Having gotten the rules themselves sorted out, its time to turn to the Encounters the campaign game will generate. Actually I have a pretty good idea of what and how these encounters will work. What I need to focus on is force compositions and enemy generation.
Right now you will start a campaign with two infantry brigades of three battalions each, a cavalry brigade of two light cavalry regiments, a battery of horse guns, and a battery of field guns.
Beyond that each force will be appointed corps assets from your non-player corps commander. The details of the sorts of assets you will receive will vary from nation to nation so that the French, for example are likely to get an additional battery of artillery while the British are likely to receive a few companies of light infantry instead. So far so good.
Now one thing those of you familiar with Two Hour Wargames will know, is that our games are designed to play on surfaces about 3 feet x 3 feet. One certainly can, as I almost always do, use a larger area, but we really want to provide games that can be played by those with limited space.
On to the set up: I am playing the French in 1810 in sunny Spain. For this battle I will be fighting against the British (which may include Portuguese troops, but I could just as easily ended up fighting the Spanish army and guerrillas.
I've gathered my forces and plan to send out my cavalry brigade to find out just where the enemy army is located.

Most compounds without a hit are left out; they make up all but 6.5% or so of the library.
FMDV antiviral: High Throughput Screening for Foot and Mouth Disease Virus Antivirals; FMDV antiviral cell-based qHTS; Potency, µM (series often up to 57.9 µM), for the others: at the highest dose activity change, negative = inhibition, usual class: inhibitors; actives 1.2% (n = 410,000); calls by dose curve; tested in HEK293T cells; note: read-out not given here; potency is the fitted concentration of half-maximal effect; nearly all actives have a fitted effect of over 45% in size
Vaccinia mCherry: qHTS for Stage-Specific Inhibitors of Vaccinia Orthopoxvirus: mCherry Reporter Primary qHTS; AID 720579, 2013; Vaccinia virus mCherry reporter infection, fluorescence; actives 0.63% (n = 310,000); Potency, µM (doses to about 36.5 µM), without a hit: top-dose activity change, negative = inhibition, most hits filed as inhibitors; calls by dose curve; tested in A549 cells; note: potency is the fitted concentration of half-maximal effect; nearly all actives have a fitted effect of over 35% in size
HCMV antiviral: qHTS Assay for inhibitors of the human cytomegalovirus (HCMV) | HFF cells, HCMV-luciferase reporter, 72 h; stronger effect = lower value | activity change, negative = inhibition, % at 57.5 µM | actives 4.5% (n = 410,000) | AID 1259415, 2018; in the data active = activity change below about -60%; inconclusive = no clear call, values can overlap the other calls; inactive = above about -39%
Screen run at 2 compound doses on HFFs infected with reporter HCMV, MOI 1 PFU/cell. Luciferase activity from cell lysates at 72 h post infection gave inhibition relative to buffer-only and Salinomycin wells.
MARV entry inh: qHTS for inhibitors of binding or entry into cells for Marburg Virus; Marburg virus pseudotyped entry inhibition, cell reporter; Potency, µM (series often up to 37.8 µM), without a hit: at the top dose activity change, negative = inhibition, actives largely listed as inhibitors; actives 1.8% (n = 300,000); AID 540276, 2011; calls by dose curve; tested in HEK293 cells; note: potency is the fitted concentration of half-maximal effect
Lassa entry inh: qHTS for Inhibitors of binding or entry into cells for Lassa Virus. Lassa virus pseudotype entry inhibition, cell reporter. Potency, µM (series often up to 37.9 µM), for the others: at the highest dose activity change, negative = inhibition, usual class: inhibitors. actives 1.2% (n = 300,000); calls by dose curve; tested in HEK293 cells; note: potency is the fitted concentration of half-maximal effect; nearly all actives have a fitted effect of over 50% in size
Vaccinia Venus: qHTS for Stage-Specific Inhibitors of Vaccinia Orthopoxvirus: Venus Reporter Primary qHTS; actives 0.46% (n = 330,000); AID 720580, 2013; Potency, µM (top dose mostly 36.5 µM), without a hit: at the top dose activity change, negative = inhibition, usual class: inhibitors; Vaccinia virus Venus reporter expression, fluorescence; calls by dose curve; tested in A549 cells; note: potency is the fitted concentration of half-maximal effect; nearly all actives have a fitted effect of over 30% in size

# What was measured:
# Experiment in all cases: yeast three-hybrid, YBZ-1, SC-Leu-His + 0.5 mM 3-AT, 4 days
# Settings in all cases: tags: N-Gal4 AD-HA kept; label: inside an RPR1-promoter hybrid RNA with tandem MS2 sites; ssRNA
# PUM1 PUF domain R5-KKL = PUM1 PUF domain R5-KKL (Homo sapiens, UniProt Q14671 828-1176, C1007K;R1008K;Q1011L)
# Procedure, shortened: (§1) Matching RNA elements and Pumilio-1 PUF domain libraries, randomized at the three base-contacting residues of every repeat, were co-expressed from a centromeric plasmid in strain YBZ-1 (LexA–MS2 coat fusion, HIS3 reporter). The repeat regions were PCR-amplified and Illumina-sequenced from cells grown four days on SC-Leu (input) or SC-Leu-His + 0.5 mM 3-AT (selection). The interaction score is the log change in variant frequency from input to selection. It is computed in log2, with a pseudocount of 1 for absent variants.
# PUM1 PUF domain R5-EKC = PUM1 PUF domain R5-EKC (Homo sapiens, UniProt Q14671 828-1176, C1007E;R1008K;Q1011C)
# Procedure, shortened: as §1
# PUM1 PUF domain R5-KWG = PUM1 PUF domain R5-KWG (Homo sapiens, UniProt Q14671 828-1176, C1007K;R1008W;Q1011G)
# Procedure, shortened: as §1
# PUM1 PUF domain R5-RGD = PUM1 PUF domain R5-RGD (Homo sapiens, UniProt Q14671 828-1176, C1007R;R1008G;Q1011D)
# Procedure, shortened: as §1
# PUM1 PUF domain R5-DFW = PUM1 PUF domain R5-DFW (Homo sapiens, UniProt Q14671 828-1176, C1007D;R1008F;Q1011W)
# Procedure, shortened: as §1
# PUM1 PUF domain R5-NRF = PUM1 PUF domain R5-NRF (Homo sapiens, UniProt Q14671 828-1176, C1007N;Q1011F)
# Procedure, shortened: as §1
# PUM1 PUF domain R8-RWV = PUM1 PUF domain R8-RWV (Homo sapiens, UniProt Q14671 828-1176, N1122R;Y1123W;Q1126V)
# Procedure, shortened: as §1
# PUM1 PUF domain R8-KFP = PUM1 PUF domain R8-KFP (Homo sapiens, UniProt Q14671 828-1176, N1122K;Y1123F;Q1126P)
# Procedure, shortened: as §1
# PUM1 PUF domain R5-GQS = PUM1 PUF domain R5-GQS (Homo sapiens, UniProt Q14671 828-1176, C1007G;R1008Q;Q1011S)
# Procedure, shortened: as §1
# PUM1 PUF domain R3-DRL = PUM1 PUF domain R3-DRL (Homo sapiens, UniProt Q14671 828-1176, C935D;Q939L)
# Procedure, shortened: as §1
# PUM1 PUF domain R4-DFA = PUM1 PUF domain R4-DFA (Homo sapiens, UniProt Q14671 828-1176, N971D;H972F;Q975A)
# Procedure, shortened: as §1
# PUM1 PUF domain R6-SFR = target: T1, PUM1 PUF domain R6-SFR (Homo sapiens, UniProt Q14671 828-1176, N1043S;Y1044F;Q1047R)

To this end I sectioned off a three by three foot section table.
Next I roll to see just what kind of terrain I will be fighting over. Normally there is an even chance of clear, wooded, or hilly, but this is the Peninsular War after all and the results are weighted away from clear.
The terrain roll tells me it will be hilly. I roll for each of the nine 1 foot square sectors to see what is in each.
I am presented with a rugged landscape. A hill immediately to my center front, a short ridge in middle table with some woods, and a long ridge with woods in the back. Rolling for the woods, I find that the middle distance wood is old growth and so will be passable to formed troops although causing them some disorder.
The far distance wood however is new growth, cluttered with undergrowth and impassable to horse, while infantry may only enter as skirmishers.
Think I will change my plan and lead with an infantry brigade.
Now I place the PEF's or Possible Enemy Forces. I actually designed the PEF system for my American Indian games and my PEF markers, are accordingly startled birds flying out from the bushes in best John Ford fashion.
Here they are on the table.
You may, as always, click on the photo to see an enlarged version of it, however to save you the trouble I'll just point them out to you.
One is in the center distance woods on my (coming from the orange yardstick) right, up on the short ridge. The second is behind that one, on the long ridge at the far side of the table. The third is in the woods on the other end of the long ridge.
That's it for the setup. I am facing a series of ridges with Possible Enemy Forces defending those ridges but I cannot as yet see them.
Reminds me of any one of several factual and fictional accounts of the war in Spain before and must say "I don't have a good feeling about this"... : )
More as it happens.